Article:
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La Belle et la Belle

(When Margaux Met Margaux, Sophie Fillières, France, 2018)


 


There’s a modest baseline of a certain, contemporary kind of French cinema that is wedged, a little awkwardly, between popular success and festival recognition. A cinema of interpersonal relationships, above all: getting to the first genuine step of a new love, or finding the courage to walk out of an old one. Stories of families, generations, single parents, work/life balance, births and deaths. Light comedies, dipping at moments into heavier drama. Generally pretty ordinary, everyday settings. More or less middle-class in orientation – although that stretches all the way from precarity to privilege, with plenty of routine comforts (such as holidays away) in-between. Familiar actors (plus some musicians, directors, critics) who get to play in a sometimes stylised, sometimes quotidian fashion. Characters in ordinary professions: teachers, students, civil servants, nurses, doctors, lawyers …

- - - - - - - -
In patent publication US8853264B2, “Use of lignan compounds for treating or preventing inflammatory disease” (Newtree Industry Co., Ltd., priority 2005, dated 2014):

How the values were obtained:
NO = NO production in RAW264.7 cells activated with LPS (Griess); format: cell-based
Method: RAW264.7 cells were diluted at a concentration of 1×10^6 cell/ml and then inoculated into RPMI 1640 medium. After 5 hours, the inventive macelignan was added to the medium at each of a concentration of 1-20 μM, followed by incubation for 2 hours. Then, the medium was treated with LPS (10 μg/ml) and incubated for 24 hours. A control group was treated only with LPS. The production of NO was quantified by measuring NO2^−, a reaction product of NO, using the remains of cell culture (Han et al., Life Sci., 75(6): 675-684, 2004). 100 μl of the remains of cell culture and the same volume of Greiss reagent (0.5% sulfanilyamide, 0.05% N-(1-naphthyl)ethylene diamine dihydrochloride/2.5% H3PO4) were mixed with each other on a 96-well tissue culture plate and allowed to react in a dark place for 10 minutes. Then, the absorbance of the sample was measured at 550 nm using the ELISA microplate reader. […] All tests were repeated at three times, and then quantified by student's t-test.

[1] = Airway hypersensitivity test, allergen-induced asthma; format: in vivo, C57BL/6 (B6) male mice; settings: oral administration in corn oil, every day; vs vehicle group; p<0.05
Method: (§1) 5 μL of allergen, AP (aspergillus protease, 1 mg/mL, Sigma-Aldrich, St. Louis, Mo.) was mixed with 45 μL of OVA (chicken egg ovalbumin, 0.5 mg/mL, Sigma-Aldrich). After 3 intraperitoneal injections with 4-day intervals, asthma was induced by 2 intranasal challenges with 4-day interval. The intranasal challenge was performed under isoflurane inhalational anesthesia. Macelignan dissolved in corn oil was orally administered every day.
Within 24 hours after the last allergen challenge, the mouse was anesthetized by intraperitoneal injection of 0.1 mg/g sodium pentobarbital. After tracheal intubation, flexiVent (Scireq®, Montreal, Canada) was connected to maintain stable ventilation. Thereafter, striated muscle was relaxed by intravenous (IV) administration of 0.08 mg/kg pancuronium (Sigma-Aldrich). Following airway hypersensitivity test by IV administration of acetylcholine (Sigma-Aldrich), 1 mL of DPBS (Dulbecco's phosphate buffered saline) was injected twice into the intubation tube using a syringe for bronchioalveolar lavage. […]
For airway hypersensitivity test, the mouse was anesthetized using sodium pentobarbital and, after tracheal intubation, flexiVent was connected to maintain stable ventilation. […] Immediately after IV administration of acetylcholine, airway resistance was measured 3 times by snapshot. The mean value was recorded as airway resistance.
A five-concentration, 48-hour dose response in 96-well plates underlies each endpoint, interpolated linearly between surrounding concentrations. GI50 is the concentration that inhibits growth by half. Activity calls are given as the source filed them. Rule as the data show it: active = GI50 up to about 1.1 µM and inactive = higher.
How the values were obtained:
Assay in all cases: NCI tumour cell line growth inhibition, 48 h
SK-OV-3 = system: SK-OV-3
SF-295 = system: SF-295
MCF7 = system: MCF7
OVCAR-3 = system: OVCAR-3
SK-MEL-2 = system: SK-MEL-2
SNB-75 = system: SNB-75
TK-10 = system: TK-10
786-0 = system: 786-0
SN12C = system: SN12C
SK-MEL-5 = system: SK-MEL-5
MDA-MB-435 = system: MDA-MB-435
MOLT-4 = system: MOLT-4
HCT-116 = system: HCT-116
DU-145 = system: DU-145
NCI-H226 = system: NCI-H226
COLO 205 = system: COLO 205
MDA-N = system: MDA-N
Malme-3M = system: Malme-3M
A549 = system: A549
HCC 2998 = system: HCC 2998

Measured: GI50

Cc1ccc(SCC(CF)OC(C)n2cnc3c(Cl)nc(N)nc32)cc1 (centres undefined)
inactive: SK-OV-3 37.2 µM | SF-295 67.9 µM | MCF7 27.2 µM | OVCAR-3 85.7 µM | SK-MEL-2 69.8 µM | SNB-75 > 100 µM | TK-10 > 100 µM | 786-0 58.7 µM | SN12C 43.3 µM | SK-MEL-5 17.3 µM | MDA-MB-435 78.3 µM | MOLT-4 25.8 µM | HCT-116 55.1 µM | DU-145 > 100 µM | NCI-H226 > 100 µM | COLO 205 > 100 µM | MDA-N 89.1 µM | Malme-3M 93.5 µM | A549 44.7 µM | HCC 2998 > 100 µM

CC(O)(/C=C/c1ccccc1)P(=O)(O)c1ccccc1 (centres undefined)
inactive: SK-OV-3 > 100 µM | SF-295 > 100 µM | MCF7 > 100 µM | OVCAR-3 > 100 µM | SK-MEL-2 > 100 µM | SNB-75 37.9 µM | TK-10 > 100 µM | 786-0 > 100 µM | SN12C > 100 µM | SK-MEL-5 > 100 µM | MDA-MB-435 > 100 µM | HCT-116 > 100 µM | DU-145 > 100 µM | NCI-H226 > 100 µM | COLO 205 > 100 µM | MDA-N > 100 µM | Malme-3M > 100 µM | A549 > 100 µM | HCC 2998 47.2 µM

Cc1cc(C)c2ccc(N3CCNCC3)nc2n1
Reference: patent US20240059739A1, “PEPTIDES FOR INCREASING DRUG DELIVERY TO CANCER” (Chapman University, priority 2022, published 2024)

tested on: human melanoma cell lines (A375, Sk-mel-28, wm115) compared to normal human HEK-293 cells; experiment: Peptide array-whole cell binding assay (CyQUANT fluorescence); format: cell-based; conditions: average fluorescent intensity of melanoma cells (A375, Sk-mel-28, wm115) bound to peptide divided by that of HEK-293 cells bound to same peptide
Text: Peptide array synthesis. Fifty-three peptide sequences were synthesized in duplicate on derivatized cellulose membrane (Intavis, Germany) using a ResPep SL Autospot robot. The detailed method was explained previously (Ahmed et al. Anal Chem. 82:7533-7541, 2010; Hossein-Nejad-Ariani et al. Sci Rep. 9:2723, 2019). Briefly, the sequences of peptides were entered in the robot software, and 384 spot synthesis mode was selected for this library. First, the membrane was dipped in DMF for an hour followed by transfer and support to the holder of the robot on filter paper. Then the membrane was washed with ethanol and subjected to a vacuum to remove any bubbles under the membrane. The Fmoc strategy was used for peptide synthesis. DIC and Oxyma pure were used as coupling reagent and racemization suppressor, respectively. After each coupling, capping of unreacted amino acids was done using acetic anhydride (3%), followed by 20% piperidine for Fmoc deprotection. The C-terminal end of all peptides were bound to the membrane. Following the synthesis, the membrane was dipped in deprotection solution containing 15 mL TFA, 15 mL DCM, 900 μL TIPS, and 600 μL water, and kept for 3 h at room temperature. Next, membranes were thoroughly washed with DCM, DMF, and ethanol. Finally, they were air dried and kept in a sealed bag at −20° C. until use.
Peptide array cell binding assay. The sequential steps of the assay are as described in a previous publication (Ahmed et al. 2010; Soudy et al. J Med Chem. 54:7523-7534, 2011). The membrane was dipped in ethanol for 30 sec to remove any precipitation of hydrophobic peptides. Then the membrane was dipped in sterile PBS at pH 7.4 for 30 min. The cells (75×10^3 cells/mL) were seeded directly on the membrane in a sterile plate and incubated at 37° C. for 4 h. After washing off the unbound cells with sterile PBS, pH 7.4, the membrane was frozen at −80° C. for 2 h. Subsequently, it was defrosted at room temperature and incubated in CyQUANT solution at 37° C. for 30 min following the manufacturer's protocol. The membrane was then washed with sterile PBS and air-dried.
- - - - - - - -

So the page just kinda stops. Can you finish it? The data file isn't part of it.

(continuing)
Claude Sautet (1924-2000) was once the avowed master of this genre – and still gets critically abused, by some, for creating it – and now it’s mainly female directors who either choose it, or get slotted into it, or both: Anne Fontaine, Noémie Lvovsky, Émilie Deleuze, Julie Bertucelli, Léonor Serraille, Axelle Ropert. Agnès Jaoui is probably the most commercially successful figure from this field; and Mia Hansen-Løve the most accepted and known in the art film/festival sphere.

There is sometimes an overlap of aesthetics and personnel from this loose group to another loose group, somewhat more reflexive/modernistic, associated with the work or legacy of Paul Vecchiali’s low-budget Diagonale production adventure: Jean-Claude Biette, Sandrine Rinaldi, Serge Bozon, Jeanne Balibar, Pierre Léon, Marie-Claude Treilhou. But that’s a large topic for other times.

Sophie Fillières (1964-2023) is a writer-director whose work I have just begun to explore; La Belle et la Belle was her sixth feature (her final work, This Life of Mine starring Jaoui, has been finished posthumously to premiere in Cannes 2024). Without taking much note of it, I had encountered her presence or her mark in numerous films: as a scriptwriter she worked on Philippe Grandrieux’s Sombre (1997) and Benoît Jacquot’s Emma Zunz (1992); as an actor she appeared in Justine Triet’s Anatomy of a Fall (2023). There is an excellent essay on Fillières’ work as auteur by Marie Anne Guerin in the rising French film magazine Apaches, no. 5 (Spring 2024). Fillières – who often worked with her sister, Hélène – is the epitome of this particular slice of French cinema I am trying to grasp here.